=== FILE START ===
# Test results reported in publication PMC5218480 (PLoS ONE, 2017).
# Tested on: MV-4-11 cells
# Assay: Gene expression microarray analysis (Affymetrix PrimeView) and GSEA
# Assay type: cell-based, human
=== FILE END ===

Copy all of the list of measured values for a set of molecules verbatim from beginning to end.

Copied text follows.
# Test results reported in publication PMC5218480 (PLoS ONE, 2017).
# Tested on: MV-4-11 cells
# Assay: Gene expression microarray analysis (Affymetrix PrimeView) and GSEA
# Assay type: cell-based, human